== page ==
If Trump means what he says, the expansion of a federal voucher program could offset the cost of home education. This could alleviate some of the financial burden that homeschooling brings and that the tax code reinforces. It could attract more parents to give home education a try. Yet some homeschool lobby groups, such as the Home School Legal Defense Association (HSLDA), continue to oppose any government program that would provide tax dollars to homeschoolers.

The HSLDA’s opposition to vouchers is based on its belief that “this is outside the constitutional authority given to the federal government and government funds often carry stipulations that limit homeschoolers’ curriculum choices.”5 In other words, they are concerned that homeschoolers will voluntarily give up the hard-fought freedoms that the HSLDA and other lobbying groups have achieved over the years. By accepting the temptation of federal funding, families could find one day that the government uses the leverage of such funds to enforce a curriculum such as Common Core, or to require parents to teach doctrines in opposition to the their religious faith.

It remains to be seen whether President Trump and the Republican-controlled Congress will change course based on the HSLDA’s advocacy, and whether they will withhold from homeschoolers the same vouchers that some students will use to escape failing public schools. If Trump reverses his position, some will no doubt argue that excluding home education from voucher programs treats homeschoolers unequally from those brick-and-mortar schoolchildren eligible to receive vouchers.

Ending Common Core?

Throughout the campaign, Trump repeatedly addressed the issue of Common Core—a controversial set of national standards pushed by President Barack Obama that had drawn the ire of homeschool advocates and parents alike. On the campaign trail, Trump had inspired his supporters with cries to get rid of Common Core and bring education back to the local level. In keeping with this message, the Republican Party platform in July rejected “a one-size-fits-all approach to education,” and encouraged states to reverse their participation in Common Core.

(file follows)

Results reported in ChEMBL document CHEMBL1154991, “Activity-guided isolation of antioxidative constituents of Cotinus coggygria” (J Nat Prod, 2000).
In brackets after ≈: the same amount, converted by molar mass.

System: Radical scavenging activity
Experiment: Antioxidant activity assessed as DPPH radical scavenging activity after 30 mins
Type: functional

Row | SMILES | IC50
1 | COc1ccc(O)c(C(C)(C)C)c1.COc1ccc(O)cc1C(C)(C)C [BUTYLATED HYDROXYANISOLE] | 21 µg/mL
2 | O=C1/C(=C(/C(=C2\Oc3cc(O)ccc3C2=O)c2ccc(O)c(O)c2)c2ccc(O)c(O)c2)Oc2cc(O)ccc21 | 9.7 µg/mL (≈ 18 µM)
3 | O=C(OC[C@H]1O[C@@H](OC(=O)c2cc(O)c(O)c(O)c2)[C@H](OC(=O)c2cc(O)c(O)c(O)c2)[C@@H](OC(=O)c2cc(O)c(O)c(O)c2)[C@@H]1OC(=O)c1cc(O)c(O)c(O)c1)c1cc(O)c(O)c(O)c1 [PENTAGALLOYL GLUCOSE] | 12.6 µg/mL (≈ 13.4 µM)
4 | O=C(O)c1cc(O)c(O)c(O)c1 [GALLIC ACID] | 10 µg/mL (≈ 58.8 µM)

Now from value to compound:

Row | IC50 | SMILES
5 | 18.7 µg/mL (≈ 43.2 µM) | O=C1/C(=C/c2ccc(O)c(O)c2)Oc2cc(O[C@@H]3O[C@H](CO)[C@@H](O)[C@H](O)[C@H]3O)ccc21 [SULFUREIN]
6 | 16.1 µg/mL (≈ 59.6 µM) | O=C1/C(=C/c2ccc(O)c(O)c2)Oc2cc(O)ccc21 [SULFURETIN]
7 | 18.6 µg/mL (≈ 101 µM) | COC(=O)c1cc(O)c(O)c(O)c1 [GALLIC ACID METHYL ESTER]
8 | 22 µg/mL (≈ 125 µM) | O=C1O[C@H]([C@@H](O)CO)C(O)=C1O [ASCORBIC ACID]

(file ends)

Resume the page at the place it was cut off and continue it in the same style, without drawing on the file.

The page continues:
After the election, President-elect Trump stayed true to this campaign message. In his 100-day plan, he promised again to end Common Core. Moreover, at one of his December “Thank You” rallies in Michigan, he again emphasized his education goals, noting that his plan “includes eliminating Common Core, bringing education local, and providing school choice.”6

Doubts crept in, however, when he tapped Betsy DeVos to be the next Secretary of Education. Ms. DeVos was a major proponent of school vouchers, but had also been associated with groups supporting Common Core. Almost immediately, she disavowed any support of Common Core; however, some still wonder how deep that commitment extends. Whatever her prior support, she clearly took a strong post-election position on the matter. Appearing with Trump at his “Thank you” rally in Michigan, DeVos proclaimed that “making education great again means ‘finally putting an end to the federal Common Core.’”7

In reality, the states that adopted Common Core did so only partly to gain federal funding—many also wanted to improve educational standards in their schools. Thus, even if President Trump reverses that policy, states will still have the option to continue using standards identical to a “federal” Common Core. If Trump follows through with his pledge, however, he will be on the road to encouraging the abandonment of the national standards and incentivizing the development of more local standards.

In conclusion, expect four interesting years under President Donald J. Trump. He will likely be a strong supporter of parenting rights; however, don’t expect major addresses from his “bully pulpit” targeted specifically at home education. Indeed, perhaps the most memorable education events of the Trump Administration will be the battles between home education lobbyists opposed to school vouchers and an Administration that has made school choice and vouchers the centerpiece of its education policy.


1. Brandt Edmonston, Homeschooling Back on the Campaign Trail: Trump Speaks at Values Voter Summit, Sep. 19, 2016 (available here).

2. Andrew Mullins and Erin Reichard, RNC Platform Backs Home Ed: Will DNC Follow Suit?, Jul. 25, 2016 (available here).

3. Id.

4. Amita Kelly, Here Is What Donald Trump Wants To Do In His First 100 Days, Nov. 9, 2016 (available here.)

5. Edmonston, supra note 1.

6. Susan Berry, Betsy DeVos at Trump Michigan Rally: Time to ‘Finally Put an End to Federal Common Core,’ Dec. 9, 2016 (available here).

7. Id.